“Our investigations have found that patients have spent their last days in unnecessary pain, people have wrongly been denied their wish to die at home and that poor communication between NHS staff and families has meant that people were unable to say goodbye to their loved ones.”

One of the issues highlighted by the report is the need to ensure enough staff are available, either in hospital or in the community, to properly listen to the needs and concerns of dying people and their loved ones.

It’s something that Bill Noble, medical director at Marie Curie, agrees with. He points out that while hospitals offer palliative care it’s not necessarily available round the clock.

“Only 20 per cent of hospitals have palliative care teams available across the weekend and a smaller proportion have teams available for face-to-face consultations 24 hours a day,” he says.

He points out that end of life care in the UK actually compares favourably with elsewhere in the world, but agrees that improvements could and should be made.

“We need to be better at identifying those people that have terminal illnesses so that we can help people to start planning for the worst.”

Prof Noble says doctors and nurses need to be better at communicating with patients and families so that they’re aware of the options available to them.

“Around half of people in this country die in hospital and a good proportion of them would like to die in their own home.”

Hospices alone can’t deal with such numbers so there needs to be a better system in place if we’re to avoid a repeat of some of the harrowing stories mentioned in the health ombudsman’s report.

But what about our own attitudes towards death? You only have to go back a handful of decades to find a time when death was a much more familiar facet of people’s lives.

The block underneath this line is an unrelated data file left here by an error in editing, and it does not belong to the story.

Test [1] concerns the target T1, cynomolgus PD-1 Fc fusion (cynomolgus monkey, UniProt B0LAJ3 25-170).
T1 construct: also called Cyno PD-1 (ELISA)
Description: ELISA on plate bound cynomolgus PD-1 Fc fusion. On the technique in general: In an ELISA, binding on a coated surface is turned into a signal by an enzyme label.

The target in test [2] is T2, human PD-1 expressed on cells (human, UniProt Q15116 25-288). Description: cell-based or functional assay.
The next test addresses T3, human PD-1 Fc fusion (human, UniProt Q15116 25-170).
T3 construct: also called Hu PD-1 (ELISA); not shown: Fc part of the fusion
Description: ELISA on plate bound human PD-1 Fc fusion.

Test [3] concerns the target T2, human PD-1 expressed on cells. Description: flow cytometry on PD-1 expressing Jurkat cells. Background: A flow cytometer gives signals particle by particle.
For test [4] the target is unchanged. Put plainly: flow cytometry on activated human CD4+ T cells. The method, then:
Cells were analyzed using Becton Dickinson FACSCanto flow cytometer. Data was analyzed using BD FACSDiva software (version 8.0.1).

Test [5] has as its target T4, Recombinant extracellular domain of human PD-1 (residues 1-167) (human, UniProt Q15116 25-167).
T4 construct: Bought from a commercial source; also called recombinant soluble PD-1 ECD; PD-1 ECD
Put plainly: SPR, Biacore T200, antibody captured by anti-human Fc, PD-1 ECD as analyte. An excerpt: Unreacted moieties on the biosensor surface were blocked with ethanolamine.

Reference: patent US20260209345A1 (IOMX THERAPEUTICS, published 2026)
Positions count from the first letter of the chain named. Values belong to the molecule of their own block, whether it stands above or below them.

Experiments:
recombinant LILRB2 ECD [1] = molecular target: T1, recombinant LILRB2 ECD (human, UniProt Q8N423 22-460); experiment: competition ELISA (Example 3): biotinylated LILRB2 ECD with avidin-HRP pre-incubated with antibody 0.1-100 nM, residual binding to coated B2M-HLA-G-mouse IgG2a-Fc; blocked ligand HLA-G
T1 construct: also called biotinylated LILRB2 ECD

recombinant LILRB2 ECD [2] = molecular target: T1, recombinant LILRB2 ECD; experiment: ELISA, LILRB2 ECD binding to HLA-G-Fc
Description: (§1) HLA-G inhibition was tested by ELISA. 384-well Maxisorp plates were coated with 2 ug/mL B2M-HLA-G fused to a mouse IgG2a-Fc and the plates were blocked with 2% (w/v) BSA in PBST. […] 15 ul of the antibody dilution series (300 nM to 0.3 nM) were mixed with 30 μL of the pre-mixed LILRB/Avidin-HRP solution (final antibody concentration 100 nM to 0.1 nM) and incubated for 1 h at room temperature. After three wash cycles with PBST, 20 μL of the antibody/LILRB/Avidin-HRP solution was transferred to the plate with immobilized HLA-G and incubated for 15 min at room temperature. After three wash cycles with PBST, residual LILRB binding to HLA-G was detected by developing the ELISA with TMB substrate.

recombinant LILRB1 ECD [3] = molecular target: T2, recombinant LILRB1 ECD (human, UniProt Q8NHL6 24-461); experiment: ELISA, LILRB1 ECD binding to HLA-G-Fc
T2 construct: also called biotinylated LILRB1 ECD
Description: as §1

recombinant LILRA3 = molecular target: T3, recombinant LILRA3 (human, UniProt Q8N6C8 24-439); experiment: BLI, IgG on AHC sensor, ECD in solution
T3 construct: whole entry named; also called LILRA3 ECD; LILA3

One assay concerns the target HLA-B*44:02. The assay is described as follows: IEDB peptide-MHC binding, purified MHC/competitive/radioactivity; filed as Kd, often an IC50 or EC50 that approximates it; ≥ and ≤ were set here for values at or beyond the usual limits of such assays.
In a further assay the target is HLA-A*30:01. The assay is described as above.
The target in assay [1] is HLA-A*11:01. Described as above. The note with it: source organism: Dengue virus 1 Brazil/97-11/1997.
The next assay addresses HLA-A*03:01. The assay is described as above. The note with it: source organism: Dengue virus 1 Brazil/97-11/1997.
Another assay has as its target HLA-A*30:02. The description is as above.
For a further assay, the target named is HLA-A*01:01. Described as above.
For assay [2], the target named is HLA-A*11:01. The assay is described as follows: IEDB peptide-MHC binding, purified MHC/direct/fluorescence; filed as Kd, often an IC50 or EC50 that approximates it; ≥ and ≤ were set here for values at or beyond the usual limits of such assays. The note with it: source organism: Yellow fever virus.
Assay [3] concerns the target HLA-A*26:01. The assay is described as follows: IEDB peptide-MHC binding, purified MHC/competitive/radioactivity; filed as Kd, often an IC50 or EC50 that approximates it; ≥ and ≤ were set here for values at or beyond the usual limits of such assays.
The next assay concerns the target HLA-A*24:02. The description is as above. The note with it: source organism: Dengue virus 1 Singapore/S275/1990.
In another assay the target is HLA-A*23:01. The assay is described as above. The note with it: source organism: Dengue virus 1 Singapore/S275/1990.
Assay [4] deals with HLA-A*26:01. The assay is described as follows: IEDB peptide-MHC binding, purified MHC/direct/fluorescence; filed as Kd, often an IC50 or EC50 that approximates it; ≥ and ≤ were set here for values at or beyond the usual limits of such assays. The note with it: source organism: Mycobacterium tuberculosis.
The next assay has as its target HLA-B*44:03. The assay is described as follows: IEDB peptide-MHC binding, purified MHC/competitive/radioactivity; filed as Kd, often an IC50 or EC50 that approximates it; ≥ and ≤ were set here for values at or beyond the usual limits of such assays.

It can be argued, too, that in the past we had a healthier relationship with death, whereas today it’s become something of a taboo subject.

“The perception of medicine now is that it’s all-powerful and people have much greater expectations and this makes it hard for them to accept and to be told sometimes that nothing more can be done,” says Prof Noble.

But whatever our attitudes may be towards death, health experts agree that we need to be striving to improve the level of care given to those in the final stages of a terminal illness.

Tony Collins, chief executive 
of Saint Michael’s Hospice, in Harrogate, says health care strategies, rightly or wrongly, are worked out on a local basis which means there isn’t always a consistent service across the country.

He would like to see more training and investment in palliative care 
as well as closer ties between health care and social care, and between health professionals and the voluntary sector.

“If that means consultants and nurses from hospices going into hospitals and GP surgeries and saying ‘this is how it can be done better’ then that should be happening.”

But he believes attitudes towards the whole issue in this country are starting to change. “It’s begun to move up the agenda and we’re starting to see conversations take place.

“We’ve heard what a bad death looks like and now we need to understand what a good death looks like,” he says.

“As well as more training, more investment and more collaboration, we need people talking to their loved ones about what they want from their care.

“We need more people writing wills and more people signing up for organ donation. All this can contribute to a good death and that process is starting.”